Trademarkia is one of the largest trademark search engines in the world. You can file and register your trademark in 170+ countries in the world through Trademarkia, including in the United States, China, Japan, the European Union, Korea, and many others. With the A La Carte Package, you follow step-by-step online legal form designed by world class global trademark attorneys at leading law firms; and Trademarkia Network law firm does the rest. It's easy and the protection lasts indefinitely in most countries.
It's easy and the protection lasts indefinitely in most countries
Trademarks are names, logos, or short slogans that help distinguish a good or service from other goods and services in a particular geographic area. Once a trademark is issued by a government agency, the protection lasts indefinitely in most countries – so long as you use your mark in commerce. Filing for Trademark Protection through Trademarkia is easy! See why Trademarkia is superior to other options >>
Automated reminders keeps you up to date
Trademarkia can also automatically provide you with reminders and keep you up to date of your status after you file your trademark application. Trademarkia's automated reminders help you so that you don’t have to deal with government bureaucracy or forget important dates.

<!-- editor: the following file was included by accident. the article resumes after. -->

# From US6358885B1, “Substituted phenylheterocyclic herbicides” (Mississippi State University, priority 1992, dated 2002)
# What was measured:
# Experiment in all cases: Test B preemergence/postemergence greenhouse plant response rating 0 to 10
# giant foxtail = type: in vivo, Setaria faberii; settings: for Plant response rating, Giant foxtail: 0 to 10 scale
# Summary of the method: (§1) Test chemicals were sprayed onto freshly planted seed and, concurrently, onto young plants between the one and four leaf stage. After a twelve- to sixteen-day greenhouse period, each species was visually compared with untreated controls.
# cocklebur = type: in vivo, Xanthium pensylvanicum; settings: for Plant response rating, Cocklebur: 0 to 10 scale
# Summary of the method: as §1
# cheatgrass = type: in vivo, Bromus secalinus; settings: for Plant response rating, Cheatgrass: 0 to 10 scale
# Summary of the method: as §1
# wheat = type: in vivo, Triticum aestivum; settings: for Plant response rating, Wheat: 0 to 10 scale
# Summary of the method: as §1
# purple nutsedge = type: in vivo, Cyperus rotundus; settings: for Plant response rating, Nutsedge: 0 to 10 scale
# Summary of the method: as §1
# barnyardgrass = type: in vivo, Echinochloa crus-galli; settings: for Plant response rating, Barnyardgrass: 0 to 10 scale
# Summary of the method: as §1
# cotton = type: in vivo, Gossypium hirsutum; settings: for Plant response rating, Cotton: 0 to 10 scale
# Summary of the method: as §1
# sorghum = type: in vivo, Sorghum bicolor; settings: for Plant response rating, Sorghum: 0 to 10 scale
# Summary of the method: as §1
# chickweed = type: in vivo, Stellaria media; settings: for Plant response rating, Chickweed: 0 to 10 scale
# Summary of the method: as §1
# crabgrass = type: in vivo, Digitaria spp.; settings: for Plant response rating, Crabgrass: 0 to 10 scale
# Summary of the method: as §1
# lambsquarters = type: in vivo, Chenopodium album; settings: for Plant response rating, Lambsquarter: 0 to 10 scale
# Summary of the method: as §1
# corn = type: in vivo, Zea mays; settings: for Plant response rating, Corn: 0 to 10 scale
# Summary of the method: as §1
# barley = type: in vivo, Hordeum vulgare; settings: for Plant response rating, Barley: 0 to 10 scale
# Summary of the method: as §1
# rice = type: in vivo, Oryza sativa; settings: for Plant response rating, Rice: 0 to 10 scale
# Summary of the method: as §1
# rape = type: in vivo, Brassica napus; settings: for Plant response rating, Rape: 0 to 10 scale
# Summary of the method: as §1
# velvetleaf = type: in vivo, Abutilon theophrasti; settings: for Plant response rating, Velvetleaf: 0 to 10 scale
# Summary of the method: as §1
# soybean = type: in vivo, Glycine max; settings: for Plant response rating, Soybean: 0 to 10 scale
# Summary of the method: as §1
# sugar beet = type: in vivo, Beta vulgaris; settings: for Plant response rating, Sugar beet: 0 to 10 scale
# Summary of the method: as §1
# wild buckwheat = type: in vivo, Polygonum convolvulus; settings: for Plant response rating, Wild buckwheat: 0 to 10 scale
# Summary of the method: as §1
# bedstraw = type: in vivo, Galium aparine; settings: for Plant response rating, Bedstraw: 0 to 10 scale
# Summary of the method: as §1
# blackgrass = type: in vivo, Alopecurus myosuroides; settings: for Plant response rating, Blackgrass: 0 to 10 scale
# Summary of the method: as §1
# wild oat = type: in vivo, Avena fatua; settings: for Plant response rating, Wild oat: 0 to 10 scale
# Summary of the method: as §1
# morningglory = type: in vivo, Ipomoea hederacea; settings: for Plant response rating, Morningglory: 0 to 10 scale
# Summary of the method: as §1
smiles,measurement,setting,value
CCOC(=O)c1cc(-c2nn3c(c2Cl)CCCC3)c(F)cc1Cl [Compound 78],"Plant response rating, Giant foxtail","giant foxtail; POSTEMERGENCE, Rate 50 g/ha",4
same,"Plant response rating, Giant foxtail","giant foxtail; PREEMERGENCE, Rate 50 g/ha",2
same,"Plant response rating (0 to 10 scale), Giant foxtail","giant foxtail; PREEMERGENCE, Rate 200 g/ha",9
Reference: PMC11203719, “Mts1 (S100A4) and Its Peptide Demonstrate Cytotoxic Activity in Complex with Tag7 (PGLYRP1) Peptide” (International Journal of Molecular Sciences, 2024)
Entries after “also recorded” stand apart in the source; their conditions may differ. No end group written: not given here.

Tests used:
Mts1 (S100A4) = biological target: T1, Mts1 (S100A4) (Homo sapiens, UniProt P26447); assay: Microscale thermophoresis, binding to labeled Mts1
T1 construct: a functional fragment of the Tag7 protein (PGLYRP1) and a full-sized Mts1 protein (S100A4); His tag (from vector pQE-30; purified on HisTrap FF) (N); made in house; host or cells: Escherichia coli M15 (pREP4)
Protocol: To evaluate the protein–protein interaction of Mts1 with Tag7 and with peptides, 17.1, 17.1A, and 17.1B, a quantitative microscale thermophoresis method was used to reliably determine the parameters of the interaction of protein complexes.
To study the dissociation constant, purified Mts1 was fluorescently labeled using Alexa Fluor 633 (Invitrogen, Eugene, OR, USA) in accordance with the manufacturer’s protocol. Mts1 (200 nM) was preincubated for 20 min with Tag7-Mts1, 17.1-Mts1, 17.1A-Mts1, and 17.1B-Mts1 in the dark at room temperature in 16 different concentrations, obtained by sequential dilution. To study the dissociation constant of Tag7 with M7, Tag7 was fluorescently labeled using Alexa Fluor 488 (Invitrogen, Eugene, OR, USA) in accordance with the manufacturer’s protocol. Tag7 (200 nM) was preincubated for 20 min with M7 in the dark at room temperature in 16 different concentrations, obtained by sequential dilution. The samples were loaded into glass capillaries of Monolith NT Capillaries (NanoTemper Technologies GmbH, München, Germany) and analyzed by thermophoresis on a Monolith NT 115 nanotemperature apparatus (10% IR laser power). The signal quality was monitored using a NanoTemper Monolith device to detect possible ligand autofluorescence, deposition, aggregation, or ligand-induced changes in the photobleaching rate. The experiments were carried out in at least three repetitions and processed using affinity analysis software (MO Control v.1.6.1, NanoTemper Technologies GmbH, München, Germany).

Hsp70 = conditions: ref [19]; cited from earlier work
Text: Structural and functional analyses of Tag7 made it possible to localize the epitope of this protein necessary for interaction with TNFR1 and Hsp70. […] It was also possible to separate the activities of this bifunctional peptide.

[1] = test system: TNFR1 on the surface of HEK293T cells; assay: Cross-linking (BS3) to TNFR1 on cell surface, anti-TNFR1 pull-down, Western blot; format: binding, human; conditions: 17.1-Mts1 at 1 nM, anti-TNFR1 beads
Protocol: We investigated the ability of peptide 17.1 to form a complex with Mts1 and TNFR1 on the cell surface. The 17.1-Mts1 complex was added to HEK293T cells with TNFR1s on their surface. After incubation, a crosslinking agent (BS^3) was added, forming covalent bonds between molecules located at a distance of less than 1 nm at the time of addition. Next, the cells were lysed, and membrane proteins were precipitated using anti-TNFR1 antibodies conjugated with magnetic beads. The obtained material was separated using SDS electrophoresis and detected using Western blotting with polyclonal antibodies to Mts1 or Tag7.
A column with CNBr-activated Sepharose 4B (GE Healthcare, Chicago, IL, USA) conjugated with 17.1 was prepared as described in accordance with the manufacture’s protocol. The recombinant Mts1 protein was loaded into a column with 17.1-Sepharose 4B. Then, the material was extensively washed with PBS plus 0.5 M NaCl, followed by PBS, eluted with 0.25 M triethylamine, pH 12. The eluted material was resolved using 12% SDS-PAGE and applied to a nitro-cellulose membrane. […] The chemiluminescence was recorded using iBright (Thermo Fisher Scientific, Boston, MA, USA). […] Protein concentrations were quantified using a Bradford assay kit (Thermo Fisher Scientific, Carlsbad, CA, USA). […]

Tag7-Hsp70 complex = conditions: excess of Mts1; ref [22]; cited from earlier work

By UN classification South Africa is a middle-income country with an abundant supply of resources, well-developed financial, legal, communications, energy, and transport sectors, a stock exchange that ranks among the top twenty in the world, and a modern infrastructure supporting an efficient distribution of goods to major urban centres throughout the entire region. South Africa is ranked 25th in the world in terms of GDP (PPP) as of 2007.
Advanced development is significantly localised around four areas: Cape Town, Port Elizabeth, Durban, and Pretoria/Johannesburg. Beyond these four economic centres, development is marginal and poverty is still prevalent despite government efforts. Consequently the vast majority of South Africans are poor. However, key marginal areas have experienced rapid growth recently. Such areas include Mossel Bay to Plettenberg Bay; Rustenburg area; Nelspruit area; Bloemfontein; Cape West Coast; and the KwaZulu-Natal North Coast.
Who May Apply?
Any person who has used or intends to use a trademark may make application for registration. No application, however, may be refused registration, nor shall its acceptance be withheld solely on the grounds that the applicant does not use or propose to use the mark, if a body corporate is about to be formed and the applicant intends to assign the mark to the body corporate with a view to the use thereof in relation to those goods or services by the body corporate; provided that the trademark shall only be registered once the Registrar has been placed in a position to register the assignment simultaneously with the registration of the trademark.
A person other than the proprietor may be appointed as a licensee
and, optionally, recorded as a registered user of a registered trademark.
What Can Be Registered?